The scheme therefore rights a very grave wrong, and provides payment to a significant category of sufferers who previously would have received nothing from any source.

The Qualifying Conditions

There must be evidence that the person suffers from diffuse mesothelioma as a result of exposure to asbestos:

  • The person must have been exposed to asbestos in the UK;
  • The sufferer must make a claim within 12 months of
    diagnosis; or
  • If a dependant, the claim must be applied for within 12 months of the date of the person’s death.

Who can claim?
The mesothelioma sufferer, or any of the following people:

  • The married widow or widower of a sufferer who has died; or
  • The child of a sufferer who is under the age of 16, or under the age of 21 but not in full time employment;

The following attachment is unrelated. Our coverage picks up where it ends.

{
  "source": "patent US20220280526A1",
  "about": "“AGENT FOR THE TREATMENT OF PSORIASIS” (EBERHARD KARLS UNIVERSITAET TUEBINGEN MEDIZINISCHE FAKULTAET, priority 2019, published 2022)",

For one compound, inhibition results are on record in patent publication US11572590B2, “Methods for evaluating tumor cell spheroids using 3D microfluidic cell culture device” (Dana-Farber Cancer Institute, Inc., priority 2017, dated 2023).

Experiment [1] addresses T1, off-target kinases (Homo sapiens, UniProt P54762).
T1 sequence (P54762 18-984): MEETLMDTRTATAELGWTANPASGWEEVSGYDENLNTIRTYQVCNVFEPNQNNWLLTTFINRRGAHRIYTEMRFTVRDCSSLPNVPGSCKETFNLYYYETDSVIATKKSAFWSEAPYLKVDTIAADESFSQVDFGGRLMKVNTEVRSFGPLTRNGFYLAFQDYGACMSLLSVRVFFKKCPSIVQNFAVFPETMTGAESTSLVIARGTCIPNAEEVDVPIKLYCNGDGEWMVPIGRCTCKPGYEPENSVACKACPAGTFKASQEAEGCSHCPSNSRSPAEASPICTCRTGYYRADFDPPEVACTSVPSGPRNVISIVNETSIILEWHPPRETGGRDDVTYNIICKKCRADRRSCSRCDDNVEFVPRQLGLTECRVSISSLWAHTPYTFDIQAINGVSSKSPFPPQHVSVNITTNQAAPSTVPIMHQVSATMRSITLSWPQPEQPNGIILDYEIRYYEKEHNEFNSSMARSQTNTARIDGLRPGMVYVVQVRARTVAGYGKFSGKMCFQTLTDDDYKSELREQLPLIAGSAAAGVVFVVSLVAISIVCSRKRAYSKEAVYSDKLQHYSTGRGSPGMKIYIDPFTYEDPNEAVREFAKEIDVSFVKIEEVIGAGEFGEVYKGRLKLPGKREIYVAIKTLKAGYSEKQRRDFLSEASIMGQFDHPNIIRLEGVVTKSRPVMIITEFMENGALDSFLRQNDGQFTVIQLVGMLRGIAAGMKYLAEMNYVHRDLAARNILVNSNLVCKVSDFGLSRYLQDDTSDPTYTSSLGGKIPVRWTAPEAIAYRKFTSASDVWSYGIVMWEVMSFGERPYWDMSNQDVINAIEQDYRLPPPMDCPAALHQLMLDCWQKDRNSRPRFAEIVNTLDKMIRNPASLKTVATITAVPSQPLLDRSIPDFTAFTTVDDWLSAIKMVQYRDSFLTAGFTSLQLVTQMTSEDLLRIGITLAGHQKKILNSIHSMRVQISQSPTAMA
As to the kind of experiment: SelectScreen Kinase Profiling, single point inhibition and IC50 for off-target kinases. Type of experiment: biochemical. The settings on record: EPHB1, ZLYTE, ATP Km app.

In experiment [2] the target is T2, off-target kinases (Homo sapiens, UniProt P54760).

• The partner of a sufferer has to have been living with the sufferer up to the date of death and there must not be a married widow or widower still alive; or
  • Any other relative who was dependant on the sufferer at the time of his death

If you would like to know more or would like us to apply for a payment under the 2008 Diffuse Mesothelioma Scheme on your behalf, please contact us on 0800 038 6767.


If you have been diagnosed with an asbestos disease, finding the right help can be difficult. Our advice is to speak to your own treating medical team to consider the best available treatment options available to you, including Trials as there are many other specialist hospitals providing the same specialist service.

To help your search, we have compiled a list of treatment and trial centres below based in the UK for asbestos disease.

treatment centres DPS



For expert advice & guidance on all asbestos matters, please contact Helena Cameron on 0800 038 6767.


Share Button